“We’ll prohibit airlines from charging up to $50 round-trip for families just to sit together,” Biden said Tuesday night. “Baggage fees are bad enough – they can’t just treat your child like a piece of luggage.”
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Most airlines charge travelers to select seats in advance when flying with certain fare types, which is the only way to guarantee seats together in these cases.
Even if your fare type includes complimentary seat selection, whether a couple could find two seats together, let alone three or more for a family, depends on the number of seats available at the time of booking.
If you don’t prepay for a seat assignment, all airlines will automatically assign you one for free during check-in.
Unlike most other major airlines, Southwest is known (and often criticized) for its unconventional boarding process, requiring passengers to select seats based on the order in which they board, often creating an anxiety-inducing competitive process.
Because Southwest does not allow travelers to select seats in advance, the only way to increase your chances of sitting together is to purchase the airline’s EarlyBird Check-In, which automatically checks you in 24 hours ahead of your flight, guaranteeing an earlier boarding position and the opportunity to select your preferred seat, if available.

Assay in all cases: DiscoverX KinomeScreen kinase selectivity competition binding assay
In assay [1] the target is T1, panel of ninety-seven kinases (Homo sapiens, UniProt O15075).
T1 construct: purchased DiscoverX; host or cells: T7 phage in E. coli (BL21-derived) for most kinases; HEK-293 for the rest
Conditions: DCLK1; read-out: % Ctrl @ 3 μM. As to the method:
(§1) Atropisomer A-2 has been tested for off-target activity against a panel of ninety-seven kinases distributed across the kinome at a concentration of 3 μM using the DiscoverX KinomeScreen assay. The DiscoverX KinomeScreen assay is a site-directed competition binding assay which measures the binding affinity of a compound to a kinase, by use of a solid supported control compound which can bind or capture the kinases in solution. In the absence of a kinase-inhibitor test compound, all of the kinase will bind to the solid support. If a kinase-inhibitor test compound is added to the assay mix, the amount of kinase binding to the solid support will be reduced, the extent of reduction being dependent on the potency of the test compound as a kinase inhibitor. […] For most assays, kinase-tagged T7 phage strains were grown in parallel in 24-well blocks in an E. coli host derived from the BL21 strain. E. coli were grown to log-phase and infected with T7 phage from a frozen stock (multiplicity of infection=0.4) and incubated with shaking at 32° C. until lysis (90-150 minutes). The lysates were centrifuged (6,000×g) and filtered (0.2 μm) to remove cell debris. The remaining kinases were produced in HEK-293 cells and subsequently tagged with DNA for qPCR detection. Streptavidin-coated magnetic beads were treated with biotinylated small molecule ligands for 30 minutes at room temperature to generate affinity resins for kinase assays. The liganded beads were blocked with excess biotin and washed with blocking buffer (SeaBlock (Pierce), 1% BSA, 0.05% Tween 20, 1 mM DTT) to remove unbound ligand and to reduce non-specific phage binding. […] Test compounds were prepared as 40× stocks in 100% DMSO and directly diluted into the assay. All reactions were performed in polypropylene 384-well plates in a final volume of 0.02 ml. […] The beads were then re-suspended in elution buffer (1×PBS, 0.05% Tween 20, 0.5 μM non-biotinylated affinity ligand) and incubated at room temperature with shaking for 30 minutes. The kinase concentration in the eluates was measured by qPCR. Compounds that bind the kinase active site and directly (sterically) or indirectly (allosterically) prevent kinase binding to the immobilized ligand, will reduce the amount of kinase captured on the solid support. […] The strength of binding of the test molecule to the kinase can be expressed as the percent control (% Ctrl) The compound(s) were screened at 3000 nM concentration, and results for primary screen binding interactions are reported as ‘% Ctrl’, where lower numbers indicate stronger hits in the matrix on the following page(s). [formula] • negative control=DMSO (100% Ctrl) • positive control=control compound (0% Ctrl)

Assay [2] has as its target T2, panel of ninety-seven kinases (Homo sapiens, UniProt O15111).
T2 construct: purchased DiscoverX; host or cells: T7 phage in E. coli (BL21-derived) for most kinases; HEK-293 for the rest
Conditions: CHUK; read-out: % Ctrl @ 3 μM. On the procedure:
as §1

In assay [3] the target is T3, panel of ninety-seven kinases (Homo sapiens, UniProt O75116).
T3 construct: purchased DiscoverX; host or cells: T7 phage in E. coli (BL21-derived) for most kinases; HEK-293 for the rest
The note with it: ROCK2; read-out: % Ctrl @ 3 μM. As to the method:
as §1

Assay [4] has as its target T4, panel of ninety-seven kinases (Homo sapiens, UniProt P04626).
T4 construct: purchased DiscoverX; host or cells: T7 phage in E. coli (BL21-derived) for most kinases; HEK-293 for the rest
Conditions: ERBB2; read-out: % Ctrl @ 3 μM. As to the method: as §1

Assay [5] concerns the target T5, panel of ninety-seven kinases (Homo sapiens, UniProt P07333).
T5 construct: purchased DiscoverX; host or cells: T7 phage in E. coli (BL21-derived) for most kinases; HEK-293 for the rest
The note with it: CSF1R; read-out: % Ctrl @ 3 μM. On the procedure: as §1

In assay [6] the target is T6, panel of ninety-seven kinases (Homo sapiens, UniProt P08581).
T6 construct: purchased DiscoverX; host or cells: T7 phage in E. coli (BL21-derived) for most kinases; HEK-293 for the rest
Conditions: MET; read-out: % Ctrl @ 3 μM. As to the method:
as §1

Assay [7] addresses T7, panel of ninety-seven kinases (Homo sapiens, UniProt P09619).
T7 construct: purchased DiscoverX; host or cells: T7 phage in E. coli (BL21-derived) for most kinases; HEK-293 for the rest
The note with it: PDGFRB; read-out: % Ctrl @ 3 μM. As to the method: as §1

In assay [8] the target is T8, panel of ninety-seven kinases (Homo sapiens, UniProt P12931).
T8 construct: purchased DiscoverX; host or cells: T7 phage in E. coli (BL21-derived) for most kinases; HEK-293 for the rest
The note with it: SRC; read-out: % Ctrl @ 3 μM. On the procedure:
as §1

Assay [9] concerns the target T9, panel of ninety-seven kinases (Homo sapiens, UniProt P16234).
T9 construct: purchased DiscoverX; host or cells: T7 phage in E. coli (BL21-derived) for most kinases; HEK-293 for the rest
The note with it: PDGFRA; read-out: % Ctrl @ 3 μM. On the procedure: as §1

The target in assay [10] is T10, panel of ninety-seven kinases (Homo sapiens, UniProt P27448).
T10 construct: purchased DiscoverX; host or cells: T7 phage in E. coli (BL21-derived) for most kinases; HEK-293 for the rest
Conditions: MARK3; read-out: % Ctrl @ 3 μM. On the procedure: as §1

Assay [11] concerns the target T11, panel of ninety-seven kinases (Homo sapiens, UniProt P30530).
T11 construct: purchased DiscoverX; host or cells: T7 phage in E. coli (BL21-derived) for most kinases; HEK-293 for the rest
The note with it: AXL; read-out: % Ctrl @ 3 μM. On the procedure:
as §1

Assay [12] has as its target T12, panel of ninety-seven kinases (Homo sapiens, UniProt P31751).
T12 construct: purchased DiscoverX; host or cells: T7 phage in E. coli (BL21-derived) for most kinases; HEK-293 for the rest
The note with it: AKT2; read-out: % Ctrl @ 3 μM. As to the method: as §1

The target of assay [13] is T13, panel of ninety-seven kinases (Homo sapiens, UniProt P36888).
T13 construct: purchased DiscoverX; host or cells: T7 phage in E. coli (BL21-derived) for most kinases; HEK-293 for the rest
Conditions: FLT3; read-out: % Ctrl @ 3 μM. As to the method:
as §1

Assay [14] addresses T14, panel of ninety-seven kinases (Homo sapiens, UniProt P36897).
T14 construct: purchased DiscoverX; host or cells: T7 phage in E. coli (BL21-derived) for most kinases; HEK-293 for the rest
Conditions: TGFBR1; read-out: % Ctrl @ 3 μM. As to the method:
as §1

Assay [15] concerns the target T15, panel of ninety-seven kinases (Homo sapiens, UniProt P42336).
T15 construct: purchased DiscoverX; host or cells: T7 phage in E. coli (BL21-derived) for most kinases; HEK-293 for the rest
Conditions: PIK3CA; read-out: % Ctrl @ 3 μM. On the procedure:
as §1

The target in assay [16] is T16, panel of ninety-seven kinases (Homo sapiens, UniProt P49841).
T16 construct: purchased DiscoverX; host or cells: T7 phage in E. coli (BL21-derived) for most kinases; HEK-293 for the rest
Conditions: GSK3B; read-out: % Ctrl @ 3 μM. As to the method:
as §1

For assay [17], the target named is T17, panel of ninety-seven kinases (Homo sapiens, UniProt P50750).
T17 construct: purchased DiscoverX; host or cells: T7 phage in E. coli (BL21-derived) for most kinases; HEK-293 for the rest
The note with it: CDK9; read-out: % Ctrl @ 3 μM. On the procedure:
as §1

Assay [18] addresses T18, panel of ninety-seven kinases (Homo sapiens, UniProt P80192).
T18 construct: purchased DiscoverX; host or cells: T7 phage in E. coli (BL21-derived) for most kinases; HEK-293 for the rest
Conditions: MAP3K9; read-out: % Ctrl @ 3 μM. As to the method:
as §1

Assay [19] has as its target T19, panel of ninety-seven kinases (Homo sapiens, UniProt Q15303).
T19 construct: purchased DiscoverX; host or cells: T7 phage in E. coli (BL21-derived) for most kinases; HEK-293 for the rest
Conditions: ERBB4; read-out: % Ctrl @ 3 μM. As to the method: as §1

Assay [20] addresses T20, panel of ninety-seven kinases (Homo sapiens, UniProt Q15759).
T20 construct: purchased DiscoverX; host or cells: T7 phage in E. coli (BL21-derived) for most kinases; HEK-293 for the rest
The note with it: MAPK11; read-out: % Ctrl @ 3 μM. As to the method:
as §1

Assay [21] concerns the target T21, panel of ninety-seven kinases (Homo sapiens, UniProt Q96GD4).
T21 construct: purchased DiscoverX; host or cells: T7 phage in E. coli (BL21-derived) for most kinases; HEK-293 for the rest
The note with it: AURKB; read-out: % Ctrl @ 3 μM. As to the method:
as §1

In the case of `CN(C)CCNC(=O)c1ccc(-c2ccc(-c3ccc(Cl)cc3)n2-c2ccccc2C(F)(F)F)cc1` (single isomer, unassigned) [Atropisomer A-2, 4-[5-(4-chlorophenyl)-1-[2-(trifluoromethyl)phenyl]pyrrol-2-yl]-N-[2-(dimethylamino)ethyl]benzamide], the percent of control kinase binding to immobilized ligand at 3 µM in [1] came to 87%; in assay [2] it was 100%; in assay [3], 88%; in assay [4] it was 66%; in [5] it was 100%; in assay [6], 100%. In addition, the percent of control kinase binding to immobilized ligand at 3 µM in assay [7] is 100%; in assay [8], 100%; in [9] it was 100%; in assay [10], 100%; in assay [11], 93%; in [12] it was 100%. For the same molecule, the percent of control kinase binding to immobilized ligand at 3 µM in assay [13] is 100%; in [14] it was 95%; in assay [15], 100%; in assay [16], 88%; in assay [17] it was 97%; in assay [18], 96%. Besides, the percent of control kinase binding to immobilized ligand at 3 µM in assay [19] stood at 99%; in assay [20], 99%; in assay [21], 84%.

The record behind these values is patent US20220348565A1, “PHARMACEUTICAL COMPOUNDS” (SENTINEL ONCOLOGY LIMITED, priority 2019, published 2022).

Though having EarlyBird attached to your reservation used to guarantee an A boarding pass, those days are over. To truly secure an A boarding pass, you’ll need to pay an extra $30 to $60 each way to receive an A1-A15 boarding position.
Traditional airline seat fees, including those charged by American Airlines, Delta Air Lines and United Airlines, can end up costing travelers anywhere between $20 and $100 each way, depending on the airline, fare type and route.